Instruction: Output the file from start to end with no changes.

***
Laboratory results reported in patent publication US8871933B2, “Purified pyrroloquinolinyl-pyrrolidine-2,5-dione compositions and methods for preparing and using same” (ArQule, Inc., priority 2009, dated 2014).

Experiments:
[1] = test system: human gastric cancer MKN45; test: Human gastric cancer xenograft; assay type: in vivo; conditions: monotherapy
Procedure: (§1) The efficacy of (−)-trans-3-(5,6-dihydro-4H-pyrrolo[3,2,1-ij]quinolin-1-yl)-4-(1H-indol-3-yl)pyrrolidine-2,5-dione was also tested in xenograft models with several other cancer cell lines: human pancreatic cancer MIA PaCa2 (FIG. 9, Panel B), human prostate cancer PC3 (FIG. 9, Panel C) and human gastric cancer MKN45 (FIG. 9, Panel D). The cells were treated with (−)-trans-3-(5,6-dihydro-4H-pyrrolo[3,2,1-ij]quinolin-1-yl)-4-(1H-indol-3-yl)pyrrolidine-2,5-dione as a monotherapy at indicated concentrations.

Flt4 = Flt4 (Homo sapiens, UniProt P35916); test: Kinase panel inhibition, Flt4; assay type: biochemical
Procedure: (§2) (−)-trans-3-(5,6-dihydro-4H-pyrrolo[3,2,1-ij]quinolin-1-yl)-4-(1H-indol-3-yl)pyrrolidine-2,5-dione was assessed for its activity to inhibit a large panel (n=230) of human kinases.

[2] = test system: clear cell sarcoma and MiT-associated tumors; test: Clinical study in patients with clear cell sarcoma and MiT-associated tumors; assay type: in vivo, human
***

Laboratory results reported in patent publication US8871933B2, “Purified pyrroloquinolinyl-pyrrolidine-2,5-dione compositions and methods for preparing and using same” (ArQule, Inc., priority 2009, dated 2014).

Experiments:
[1] = test system: human gastric cancer MKN45; test: Human gastric cancer xenograft; assay type: in vivo; conditions: monotherapy
Procedure: (§1) The efficacy of (−)-trans-3-(5,6-dihydro-4H-pyrrolo[3,2,1-ij]quinolin-1-yl)-4-(1H-indol-3-yl)pyrrolidine-2,5-dione was also tested in xenograft models with several other cancer cell lines: human pancreatic cancer MIA PaCa2 (FIG. 9, Panel B), human prostate cancer PC3 (FIG. 9, Panel C) and human gastric cancer MKN45 (FIG. 9, Panel D). The cells were treated with (−)-trans-3-(5,6-dihydro-4H-pyrrolo[3,2,1-ij]quinolin-1-yl)-4-(1H-indol-3-yl)pyrrolidine-2,5-dione as a monotherapy at indicated concentrations.

Flt4 = Flt4 (Homo sapiens, UniProt P35916); test: Kinase panel inhibition, Flt4; assay type: biochemical
Procedure: (§2) (−)-trans-3-(5,6-dihydro-4H-pyrrolo[3,2,1-ij]quinolin-1-yl)-4-(1H-indol-3-yl)pyrrolidine-2,5-dione was assessed for its activity to inhibit a large panel (n=230) of human kinases.

[2] = test system: clear cell sarcoma and MiT-associated tumors; test: Clinical study in patients with clear cell sarcoma and MiT-associated tumors; assay type: in vivo, human